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Mom Guilt — that sinking feeling that there is not enough time to do everything and do it well, but if you don’t you’re a miserable excuse for a maternal figure — is a real thing.
And it’s only gotten worse with time. Sure, the mothers of the ’80s and ’90s compared themselves to the supreme Martha Stewart, but they knew, deep down, that she had a small army helping her stage those cute birthday parties. The moms of the aughts and beyond, though, find points of comparison in every blogger and tastemaker slicing out the best parts of their lives for distribution on social media. They have a hard time trusting that their less-than-picture-perfect way is just fine.
“The absolute flood of information both from experts and from our peers on social media can feel totally overwhelming for parents,” says Julia Bosson, a licensed clinical psychologist in New York City and a mom to three kids age three and under. “Moms very often come in and tell me the pressure they’re feeling as they’re seeing what this other person does” for their kids.
What is this epidemic my peers and I are suffering from? According to the Oxford Dictionary, perfectionism is the belief that perfection can be attained, that you can improve something until it is “faultless.”
Yikes. That’s a heavy burden for anyone. When you consider how messy it is to raise little people, it’s positively cruel.
A recent global research study by Dove, to coincide with its launch of a line of wipes, lotion, shampoo and other baby-care products, found that 89 percent of mothers feel pressure to be perfect, and 72 percent question whether what they’re doing is good enough. Only 26 percent of new moms say that it’s possible to be as perfect as the moms they see in media — and yet we all keep trying!
Part of this nagging perfectionism is inherent to the job: You want to do the best for your kids because you adore the ever-loving snot out of them. Yet that normal desire can easily spill over into anxiety and stress, feelings that can prevent you from laughing at your preschooler when he’s so excited to see you that he falls off the couch in a clunk … revealing a pile of illicit cookie crumbs.
Bosson, who works with patients on mindful parenting, and is helping her office, Union Square Practice, launch a reproductive mental health wing, has a few tangible, take-home ideas to combat those ugly Negative Nancies in your head and accept that your less-than-perfect parenting is just fine. Here are her suggestions.
Question your expectations. “Are you setting standards that are impossibly high, that no human can attain 100 percent of the time?” Bosson asks. Question, too, whether you equate one slip-up or mom-fail with complete failure as a parent. “Can you find the gray — is there something between perfection and absolutely abysmal failure?” Bosson asks.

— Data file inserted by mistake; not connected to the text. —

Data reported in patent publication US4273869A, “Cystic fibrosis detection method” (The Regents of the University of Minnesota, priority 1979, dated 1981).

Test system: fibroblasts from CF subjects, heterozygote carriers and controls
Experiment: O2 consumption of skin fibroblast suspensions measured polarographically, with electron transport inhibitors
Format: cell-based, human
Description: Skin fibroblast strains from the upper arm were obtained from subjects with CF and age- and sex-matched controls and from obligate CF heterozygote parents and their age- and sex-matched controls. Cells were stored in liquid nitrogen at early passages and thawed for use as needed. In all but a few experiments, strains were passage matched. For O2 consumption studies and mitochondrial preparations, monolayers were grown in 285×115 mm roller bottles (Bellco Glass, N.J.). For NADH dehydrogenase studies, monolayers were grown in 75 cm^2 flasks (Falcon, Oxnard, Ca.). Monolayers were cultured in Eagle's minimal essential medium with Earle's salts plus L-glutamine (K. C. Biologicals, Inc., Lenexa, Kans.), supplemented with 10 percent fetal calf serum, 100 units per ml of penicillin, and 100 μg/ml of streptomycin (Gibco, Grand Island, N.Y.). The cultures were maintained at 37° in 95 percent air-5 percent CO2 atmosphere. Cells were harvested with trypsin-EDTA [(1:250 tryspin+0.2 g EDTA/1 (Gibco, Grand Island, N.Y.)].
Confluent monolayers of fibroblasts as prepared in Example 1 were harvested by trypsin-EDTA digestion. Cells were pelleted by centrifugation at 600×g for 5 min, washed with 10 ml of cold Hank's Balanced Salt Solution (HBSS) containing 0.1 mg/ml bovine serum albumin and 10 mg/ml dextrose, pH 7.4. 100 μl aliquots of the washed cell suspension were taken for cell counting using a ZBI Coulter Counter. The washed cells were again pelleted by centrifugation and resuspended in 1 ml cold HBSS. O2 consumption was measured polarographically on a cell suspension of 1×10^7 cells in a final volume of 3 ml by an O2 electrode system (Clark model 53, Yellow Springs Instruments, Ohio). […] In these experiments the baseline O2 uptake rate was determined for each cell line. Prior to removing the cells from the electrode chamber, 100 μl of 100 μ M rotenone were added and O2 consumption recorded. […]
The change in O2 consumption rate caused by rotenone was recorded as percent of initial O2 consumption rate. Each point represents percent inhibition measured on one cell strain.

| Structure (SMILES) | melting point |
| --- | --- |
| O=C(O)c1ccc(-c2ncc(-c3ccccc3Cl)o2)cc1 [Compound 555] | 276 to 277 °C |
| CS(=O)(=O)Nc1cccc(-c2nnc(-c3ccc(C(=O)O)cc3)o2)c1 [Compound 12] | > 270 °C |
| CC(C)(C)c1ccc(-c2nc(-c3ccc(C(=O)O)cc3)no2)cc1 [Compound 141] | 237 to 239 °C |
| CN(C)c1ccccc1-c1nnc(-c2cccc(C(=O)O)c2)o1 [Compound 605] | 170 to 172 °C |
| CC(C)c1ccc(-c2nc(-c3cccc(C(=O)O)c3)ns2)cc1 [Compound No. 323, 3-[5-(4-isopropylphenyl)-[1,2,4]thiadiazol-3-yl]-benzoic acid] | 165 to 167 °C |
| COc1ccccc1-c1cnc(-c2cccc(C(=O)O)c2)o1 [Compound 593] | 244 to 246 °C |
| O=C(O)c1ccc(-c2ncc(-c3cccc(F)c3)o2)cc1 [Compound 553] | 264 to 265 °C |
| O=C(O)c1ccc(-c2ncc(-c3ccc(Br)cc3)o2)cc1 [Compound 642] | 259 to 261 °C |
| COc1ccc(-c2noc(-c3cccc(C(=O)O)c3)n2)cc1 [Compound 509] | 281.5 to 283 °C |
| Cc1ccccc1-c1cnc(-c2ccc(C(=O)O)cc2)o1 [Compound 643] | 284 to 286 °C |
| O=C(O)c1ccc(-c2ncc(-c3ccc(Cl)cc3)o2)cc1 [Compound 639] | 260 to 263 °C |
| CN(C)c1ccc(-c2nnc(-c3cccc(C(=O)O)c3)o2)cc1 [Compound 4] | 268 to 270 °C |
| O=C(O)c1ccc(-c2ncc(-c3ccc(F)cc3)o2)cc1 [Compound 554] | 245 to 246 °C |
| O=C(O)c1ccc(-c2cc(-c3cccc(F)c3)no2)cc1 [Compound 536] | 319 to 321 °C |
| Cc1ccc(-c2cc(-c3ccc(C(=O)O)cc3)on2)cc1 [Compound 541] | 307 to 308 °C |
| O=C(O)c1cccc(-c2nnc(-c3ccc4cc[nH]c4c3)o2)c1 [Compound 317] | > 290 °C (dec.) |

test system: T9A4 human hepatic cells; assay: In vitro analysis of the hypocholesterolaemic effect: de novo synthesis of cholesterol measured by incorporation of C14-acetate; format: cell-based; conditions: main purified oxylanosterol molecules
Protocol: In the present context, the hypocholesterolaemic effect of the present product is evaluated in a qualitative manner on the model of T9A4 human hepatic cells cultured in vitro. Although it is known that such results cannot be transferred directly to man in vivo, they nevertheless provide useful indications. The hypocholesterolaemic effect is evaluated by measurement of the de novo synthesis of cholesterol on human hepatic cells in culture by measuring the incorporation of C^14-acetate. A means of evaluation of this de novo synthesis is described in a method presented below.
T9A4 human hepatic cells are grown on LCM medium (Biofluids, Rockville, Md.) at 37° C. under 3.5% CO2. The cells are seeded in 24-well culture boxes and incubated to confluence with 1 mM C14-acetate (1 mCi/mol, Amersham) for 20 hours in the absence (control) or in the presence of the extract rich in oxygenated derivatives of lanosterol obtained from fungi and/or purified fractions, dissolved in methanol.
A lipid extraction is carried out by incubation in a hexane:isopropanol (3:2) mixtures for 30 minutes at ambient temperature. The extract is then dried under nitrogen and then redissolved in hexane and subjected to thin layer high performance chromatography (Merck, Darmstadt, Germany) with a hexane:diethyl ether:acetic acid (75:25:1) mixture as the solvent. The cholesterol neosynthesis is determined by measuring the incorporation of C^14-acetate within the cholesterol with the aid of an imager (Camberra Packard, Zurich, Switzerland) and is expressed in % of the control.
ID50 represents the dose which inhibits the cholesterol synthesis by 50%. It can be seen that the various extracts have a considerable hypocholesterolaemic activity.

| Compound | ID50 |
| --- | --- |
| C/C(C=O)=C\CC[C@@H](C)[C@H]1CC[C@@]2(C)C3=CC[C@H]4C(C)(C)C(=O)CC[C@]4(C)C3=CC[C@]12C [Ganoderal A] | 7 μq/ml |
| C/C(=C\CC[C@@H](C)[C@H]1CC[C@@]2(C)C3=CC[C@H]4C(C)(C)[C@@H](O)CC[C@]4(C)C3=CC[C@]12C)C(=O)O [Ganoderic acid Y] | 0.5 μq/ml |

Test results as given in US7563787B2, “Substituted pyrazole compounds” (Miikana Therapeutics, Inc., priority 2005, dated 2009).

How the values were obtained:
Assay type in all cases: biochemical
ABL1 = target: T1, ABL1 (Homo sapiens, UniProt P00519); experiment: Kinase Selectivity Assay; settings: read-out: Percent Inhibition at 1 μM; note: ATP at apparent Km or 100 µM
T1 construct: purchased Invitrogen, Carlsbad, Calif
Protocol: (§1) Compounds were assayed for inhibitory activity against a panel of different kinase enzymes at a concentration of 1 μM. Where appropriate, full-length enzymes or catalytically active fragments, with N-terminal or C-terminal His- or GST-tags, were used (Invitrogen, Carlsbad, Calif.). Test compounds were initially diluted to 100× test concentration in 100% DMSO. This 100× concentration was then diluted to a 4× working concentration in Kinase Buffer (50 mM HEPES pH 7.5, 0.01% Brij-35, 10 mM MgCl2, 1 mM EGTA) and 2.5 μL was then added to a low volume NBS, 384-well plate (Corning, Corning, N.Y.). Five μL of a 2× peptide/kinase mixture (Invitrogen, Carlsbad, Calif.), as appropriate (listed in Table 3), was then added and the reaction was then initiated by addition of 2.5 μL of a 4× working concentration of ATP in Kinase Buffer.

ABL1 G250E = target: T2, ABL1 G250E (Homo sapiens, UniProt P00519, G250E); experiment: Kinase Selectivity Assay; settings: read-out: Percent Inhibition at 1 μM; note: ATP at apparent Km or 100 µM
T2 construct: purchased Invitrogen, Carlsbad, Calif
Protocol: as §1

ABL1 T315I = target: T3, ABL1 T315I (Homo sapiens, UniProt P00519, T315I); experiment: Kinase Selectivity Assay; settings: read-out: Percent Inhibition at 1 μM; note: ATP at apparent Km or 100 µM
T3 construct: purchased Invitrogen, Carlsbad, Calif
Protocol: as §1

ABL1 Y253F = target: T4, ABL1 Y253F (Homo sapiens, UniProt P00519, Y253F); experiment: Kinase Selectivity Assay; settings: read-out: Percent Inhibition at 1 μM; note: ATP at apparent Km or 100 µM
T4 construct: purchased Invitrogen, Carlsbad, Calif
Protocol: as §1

Treat yourself like a friend. “Stop for a minute and ask yourself what would you tell a friend in that situation? If this were your closest girlfriend or guy friend struggling with this issue, what would you say to that person?” It’s unlikely you’d chew a friend out for letting her child watch more than two hours of screen time on a sick day.
Choose a mantra. Find a saying that resonates with you and write it down. “Put it on your mirror, put it in your cellphone,” Bosson says. One could be, “You can only do what you can do.” Or, “That’s enough for today,” for when you’re too tired to wash that last dish in the sink at night.
Remember social media isn’t reality. “A lot of times when moms are feeling all this pressure, we’re forgetting that we’re seeing a very small portion of other people’s lives,” Bosson says. “You see this picture of this perfect birthday cake, but what you don’t see are the three burned cakes on the counter.” For every perfect family picture, there are 15 outtakes of tears and boogers.
Model being kind to yourself. “It’s very important for a kid to see mom being kind to herself, being moderate, instead of being all or nothing,” Bosson says. “And having confidence to go forward and trust her way even in the face of criticism or imagery that others are doing things so much better than they are.” (Here’s one thing we say in our house when the kids complain: “The only perfect thing is God.”)
Don’t forget self-care and self-compassion. Ninety-four percent of the moms surveyed by Dove say they believe they can provide better care to their children when they care for themselves, too. It’s “being kind to ourselves when we’re struggling,” Bosson says. “It’s much easier to handle criticism or judgment from others when we’re not judging ourselves.”
So let’s banish that mom guilt. Yes, it’s easy to say it, but we can keep practicing putting it down until we develop that emotional muscle memory.
Dove is launching a #RealMoms campaign to counter this perfectionist culture, similar to “Real Simple” magazine’s #Womenirl campaign, which includes a hilarious Instagram feed peppered with dropped birthday cakes, dishes being washed in a bathroom sink, a toddler covered in her mom’s makeup and many Pinterest fails. My favorite #womenirl moment: A picture of a greeting card that says, “Nothing you do as a parent will ever be good enough for the people on the Internet.”
Lindsey Roberts is a freelance writer. She can be reached at lindseymroberts.com and she tweets @lindseymroberts.
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